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Dursley Donkey sounded like a cuckoo!

It was on Friday, June 28th 1968, that the old Dursley Donkey pulled out of the towns railway station at the bottom of Long Street for the last time.

The little train made the journey to Coaley Junction filling the valley with the sound of the 'cuckoo'. For many years the engine drivers had delighted local residents with the train's novel cuckoo sounding whistle.

That final journey in 1968 was a consequence of the Beeching Axe that signalled the end of many small railway stations throughout the country.

Now there remains little evidence of the old railway line that had been built in 1856. The station area has been redeveloped by R. A. Lister and Co. and there is no visible sign of the old track within the Dursley parish. In Cam parish the trackway is overgrown and unused except by blackberry pickers.

The railway had a somewhat chequered history.

Before it was built, the nearest railway station to Dursley was at Berkeley Road. Conveyances met there to bring passengers to the Old Bell and Castle Inns at Dursley.

The town's principal inhabitants formed a company to build a line and three stations - at Dursley, Cam, and Coaley Junction to link up with the Bristol and Gloucester Railway. The venture was not a great success and the company was taken over by the Midland Railway Company ' for a song' in 1861. The original shareholders lost almost all of their money. Ironically it was later to become one of the Midland's most prosperous lines.

With the boom in road traffic in the 1950's the branch railway lost passengers and became totally uneconomic.

Now the Dursley Donkey is but a memory.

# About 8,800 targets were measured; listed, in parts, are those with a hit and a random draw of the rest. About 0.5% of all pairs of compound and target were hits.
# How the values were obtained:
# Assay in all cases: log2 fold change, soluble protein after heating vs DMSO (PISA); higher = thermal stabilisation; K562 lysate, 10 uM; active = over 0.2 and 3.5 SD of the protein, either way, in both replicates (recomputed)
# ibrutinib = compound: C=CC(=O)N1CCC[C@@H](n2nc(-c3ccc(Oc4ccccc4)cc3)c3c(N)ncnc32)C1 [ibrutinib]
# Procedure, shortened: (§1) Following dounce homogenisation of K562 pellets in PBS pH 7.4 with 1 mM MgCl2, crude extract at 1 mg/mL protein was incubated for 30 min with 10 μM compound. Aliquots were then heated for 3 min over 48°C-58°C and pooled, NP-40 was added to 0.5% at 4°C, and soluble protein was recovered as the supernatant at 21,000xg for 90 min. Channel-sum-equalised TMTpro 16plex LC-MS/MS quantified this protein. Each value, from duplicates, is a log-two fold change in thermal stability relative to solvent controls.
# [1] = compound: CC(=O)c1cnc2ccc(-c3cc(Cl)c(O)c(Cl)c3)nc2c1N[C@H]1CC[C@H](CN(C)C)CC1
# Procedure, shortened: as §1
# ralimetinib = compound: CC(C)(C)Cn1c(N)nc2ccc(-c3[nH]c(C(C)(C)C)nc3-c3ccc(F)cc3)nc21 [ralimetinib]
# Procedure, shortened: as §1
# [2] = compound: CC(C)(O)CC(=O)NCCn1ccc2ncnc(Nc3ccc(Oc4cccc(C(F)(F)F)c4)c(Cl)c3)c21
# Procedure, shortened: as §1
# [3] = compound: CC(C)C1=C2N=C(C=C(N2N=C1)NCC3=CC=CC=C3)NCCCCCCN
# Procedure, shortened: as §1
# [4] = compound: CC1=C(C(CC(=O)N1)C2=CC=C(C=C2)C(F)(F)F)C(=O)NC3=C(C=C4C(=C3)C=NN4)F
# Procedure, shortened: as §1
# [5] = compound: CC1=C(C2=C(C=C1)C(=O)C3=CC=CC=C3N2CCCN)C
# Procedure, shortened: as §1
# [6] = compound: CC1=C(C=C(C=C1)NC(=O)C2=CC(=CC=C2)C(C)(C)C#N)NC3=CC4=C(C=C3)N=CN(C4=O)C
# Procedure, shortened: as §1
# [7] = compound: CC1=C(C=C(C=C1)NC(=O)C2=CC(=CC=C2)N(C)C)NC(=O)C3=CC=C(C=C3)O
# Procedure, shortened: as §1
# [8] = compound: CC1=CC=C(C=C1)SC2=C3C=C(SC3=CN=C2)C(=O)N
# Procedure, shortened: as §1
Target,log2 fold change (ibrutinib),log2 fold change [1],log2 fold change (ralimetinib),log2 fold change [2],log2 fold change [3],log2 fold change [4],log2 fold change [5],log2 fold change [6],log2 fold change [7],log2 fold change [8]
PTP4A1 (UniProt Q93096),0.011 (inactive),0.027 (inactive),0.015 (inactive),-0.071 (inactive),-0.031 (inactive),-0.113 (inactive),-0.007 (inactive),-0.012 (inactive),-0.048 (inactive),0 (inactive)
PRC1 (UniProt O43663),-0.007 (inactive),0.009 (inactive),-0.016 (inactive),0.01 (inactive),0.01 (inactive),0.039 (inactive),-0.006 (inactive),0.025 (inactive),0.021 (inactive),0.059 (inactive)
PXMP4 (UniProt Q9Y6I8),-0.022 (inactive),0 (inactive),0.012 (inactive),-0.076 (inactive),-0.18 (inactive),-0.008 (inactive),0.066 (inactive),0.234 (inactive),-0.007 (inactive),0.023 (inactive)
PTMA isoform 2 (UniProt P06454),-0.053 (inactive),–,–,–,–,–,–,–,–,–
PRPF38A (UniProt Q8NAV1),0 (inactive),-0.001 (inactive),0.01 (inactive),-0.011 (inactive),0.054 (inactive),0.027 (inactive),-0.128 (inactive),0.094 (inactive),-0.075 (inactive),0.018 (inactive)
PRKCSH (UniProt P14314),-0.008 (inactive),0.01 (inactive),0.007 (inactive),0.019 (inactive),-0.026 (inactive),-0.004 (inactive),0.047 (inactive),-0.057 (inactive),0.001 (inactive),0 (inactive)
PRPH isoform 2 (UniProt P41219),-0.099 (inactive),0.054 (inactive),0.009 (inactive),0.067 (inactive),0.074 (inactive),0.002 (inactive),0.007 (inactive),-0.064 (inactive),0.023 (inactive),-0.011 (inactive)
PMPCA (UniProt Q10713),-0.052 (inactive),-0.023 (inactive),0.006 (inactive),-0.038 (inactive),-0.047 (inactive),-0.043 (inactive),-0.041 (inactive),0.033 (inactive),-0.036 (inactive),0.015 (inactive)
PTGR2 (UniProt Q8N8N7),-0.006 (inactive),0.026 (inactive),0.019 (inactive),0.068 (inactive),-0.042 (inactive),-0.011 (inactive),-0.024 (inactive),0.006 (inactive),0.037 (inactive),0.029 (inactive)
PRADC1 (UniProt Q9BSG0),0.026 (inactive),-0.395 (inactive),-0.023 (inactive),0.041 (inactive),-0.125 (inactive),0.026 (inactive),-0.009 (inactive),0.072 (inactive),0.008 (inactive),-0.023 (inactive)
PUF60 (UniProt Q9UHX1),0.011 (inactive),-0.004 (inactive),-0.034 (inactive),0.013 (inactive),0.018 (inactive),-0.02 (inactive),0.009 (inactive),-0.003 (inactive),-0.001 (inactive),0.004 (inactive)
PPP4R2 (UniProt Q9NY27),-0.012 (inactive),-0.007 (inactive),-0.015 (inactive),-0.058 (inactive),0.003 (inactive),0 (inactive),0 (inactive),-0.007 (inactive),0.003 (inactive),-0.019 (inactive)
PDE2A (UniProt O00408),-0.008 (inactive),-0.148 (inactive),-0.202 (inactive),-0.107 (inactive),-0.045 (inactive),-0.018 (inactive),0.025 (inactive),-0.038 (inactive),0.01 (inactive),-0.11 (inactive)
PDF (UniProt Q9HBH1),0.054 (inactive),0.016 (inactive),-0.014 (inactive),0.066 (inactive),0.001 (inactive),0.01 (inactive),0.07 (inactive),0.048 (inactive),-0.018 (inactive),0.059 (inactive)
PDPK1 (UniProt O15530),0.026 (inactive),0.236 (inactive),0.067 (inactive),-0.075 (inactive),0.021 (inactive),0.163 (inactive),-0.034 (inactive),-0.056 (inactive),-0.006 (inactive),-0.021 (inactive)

John Humphries and Badger
Visit John today at The Ancient Ram Inn

Gazette - Centenary Supplement October 1978
Branch Lines of Gloucestershire Hardcover - 1 September, 1991

Memories of the Dursley branch line
by Ian Thomas

IT hardly seems that long ago the trains ran from Coaley Junction to Dursley but September 8 marks the 40th anniversary of the last 'Dursley Donkey'.

So I will look back now nostalgically at the Dursley branch line through time.

By the mid-19th century the woollen mills and other industries of the Cam Valley were booming and they needed an efficient method of transport to move their goods from the area.

The Bristol and Gloucester Railway Company had already opened its route along the flat Severn Vale in 1844 but, to the annoyance of the mill owners, provided no station or goods facilities locally.

So then, after much local initiative took over, the Dursley and Midland Junction Railway Company was formed. Soon after this construction of the line began and at a cost of around £7,000 per mile was eventually opened to goods traffic on August 25 1856. Passenger trains began running on September 18 1856, serving Dursley, Cam and Coaley Junction on the main line.